Chives are closely related to onions and are good options for perennial onions in the vegetable garden. They want to be planted in full sun and, once established, just need to be watered occasionally when the soil fully dries out. 

Harvest chives by snipping leaves as and when required throughout the summer. Chives are another plant that can be divided successfully and should be split every few years to keep a healthy clump.

Buy chive plants from Nature Hills.

6. Thyme

creeping thyme, gravel and rocks

There are many types of thyme, including creeping varieties

(Image credit: Fotokate/Getty Images)

Thyme is another herb that likes to grow in full sun and well-drained soil. Once thyme is established, it requires very little watering and very little maintenance at all. It can do with a regular trim to keep it in shape and looking neat.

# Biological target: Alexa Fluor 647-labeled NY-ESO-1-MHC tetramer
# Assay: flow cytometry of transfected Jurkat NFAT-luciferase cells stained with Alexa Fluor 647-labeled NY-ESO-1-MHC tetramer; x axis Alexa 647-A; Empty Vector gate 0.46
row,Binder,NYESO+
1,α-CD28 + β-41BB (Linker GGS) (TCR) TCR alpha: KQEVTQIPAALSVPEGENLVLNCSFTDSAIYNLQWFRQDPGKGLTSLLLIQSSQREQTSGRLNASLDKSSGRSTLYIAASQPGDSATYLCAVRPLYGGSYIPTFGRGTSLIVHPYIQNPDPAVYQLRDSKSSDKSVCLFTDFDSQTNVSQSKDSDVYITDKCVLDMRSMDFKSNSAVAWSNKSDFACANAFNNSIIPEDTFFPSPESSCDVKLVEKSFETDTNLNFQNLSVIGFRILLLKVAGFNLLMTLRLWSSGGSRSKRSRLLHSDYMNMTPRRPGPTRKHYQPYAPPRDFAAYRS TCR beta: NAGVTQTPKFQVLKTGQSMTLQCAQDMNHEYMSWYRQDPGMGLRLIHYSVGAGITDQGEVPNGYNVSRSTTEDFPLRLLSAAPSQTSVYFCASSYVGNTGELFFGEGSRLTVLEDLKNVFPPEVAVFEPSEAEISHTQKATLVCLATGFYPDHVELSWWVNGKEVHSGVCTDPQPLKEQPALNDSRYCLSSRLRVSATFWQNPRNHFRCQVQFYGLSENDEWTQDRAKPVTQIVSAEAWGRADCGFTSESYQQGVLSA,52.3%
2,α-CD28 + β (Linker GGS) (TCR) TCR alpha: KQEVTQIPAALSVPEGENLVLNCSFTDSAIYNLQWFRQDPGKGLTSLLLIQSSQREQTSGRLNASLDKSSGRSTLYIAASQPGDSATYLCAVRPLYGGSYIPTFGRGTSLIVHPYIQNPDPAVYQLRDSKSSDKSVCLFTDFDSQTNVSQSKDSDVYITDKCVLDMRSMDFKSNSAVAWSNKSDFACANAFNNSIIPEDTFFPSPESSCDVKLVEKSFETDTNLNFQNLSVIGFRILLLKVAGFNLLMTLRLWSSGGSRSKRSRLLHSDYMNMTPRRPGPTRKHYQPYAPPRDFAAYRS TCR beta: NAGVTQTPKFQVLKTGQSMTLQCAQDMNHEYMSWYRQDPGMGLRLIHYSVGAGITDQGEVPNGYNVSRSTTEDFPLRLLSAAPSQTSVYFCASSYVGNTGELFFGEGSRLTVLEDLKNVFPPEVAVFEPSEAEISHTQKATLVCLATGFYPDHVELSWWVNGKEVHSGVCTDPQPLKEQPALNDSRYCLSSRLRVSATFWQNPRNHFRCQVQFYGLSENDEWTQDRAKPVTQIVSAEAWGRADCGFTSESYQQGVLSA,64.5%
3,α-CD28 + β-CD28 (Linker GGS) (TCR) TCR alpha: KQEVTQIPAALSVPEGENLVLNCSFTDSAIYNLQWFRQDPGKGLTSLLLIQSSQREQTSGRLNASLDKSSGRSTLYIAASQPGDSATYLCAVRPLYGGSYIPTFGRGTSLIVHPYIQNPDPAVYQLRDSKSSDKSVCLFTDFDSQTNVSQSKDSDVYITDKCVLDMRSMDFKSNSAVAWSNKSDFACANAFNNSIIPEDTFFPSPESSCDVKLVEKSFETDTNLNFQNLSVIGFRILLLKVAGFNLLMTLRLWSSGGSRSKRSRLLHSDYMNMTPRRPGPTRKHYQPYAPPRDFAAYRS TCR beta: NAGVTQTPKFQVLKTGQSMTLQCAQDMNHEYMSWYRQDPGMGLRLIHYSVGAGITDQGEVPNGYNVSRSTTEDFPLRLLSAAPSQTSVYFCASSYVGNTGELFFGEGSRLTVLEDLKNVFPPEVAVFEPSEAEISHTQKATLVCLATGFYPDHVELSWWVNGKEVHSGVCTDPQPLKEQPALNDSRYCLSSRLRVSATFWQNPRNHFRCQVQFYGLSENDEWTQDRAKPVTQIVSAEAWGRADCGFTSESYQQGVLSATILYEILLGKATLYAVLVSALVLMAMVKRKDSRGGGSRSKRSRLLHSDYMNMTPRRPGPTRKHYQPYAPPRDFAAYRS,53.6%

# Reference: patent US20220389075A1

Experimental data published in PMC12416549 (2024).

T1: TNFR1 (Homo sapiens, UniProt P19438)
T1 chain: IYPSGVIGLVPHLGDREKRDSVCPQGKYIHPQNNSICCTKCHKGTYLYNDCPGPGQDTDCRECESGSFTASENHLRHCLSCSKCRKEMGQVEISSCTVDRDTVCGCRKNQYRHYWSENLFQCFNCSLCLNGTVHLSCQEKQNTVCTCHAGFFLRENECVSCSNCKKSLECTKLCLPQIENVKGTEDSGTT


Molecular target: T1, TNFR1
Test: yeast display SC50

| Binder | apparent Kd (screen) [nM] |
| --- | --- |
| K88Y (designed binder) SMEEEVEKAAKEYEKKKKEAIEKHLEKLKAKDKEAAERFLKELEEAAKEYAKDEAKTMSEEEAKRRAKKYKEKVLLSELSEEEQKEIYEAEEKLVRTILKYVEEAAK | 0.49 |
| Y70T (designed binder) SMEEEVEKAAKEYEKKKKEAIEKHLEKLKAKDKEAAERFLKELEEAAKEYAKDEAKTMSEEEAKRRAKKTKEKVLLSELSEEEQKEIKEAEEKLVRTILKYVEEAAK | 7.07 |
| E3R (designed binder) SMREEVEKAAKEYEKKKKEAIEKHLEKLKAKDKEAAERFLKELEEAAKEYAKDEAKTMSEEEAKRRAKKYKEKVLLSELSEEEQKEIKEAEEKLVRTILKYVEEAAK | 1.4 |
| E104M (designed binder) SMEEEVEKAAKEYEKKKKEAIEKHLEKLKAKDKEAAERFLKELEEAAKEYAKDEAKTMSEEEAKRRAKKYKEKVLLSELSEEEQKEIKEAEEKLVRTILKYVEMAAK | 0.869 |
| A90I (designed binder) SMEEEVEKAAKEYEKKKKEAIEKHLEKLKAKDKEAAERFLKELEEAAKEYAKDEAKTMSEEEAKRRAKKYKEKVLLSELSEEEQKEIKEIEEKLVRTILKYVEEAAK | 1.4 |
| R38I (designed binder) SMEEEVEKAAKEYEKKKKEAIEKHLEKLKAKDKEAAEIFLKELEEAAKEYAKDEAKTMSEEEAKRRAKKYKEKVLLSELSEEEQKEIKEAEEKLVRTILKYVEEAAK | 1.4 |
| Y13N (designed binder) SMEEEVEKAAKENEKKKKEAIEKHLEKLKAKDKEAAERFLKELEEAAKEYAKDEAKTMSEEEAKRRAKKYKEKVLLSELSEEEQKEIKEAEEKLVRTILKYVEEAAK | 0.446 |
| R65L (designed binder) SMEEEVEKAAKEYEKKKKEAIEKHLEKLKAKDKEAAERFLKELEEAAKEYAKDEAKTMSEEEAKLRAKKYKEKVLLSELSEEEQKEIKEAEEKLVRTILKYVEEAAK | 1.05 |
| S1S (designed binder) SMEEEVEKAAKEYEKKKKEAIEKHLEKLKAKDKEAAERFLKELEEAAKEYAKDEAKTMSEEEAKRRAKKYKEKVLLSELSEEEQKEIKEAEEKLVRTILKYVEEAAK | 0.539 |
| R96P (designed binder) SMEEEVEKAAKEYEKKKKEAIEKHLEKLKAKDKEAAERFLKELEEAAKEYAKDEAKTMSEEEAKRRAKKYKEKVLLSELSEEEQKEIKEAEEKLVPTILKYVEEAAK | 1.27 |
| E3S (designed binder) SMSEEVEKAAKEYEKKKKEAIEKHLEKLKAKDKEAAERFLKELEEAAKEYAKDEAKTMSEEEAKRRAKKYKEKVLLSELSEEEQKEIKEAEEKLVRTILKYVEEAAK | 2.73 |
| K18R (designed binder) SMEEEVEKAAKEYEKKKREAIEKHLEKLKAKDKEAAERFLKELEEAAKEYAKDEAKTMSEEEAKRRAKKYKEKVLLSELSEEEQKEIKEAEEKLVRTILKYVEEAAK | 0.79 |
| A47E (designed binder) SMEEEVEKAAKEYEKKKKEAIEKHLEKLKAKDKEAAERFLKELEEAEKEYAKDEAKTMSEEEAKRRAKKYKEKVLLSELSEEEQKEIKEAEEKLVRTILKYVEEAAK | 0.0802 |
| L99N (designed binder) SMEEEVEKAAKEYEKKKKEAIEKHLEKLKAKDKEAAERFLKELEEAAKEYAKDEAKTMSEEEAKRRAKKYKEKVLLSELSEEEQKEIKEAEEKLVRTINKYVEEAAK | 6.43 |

Growing thyme has other benefits as well, for example is it a smell that ants hate and can keep pests away from the home by growing it near buildings. 

Buy thyme plants and seeds from Burpee.

7. Oregano

Harvesting oregano in a herb bed

Oregano is primarily used as a dried herb

(Image credit: Getty/annick vanderschelden photography)

Oregano is another one of the long list of Mediterranean herbs that grows well in full sun and is very drought tolerant. A perennial herb that needs to be kept compact to stop it getting too woody, it does have very low water requirements and can happily grow in pots or in the ground. 

Its ability to survive dry periods makes it a fantastic option for growing in gravel gardens, dry gardens, and for Mediterranean garden ideas. It is also a great plant for attracting bees into a garden and other beneficial insects. 

Do not get oregano confused with marjoram, oregano is spicier and more commonly used dried in recipes.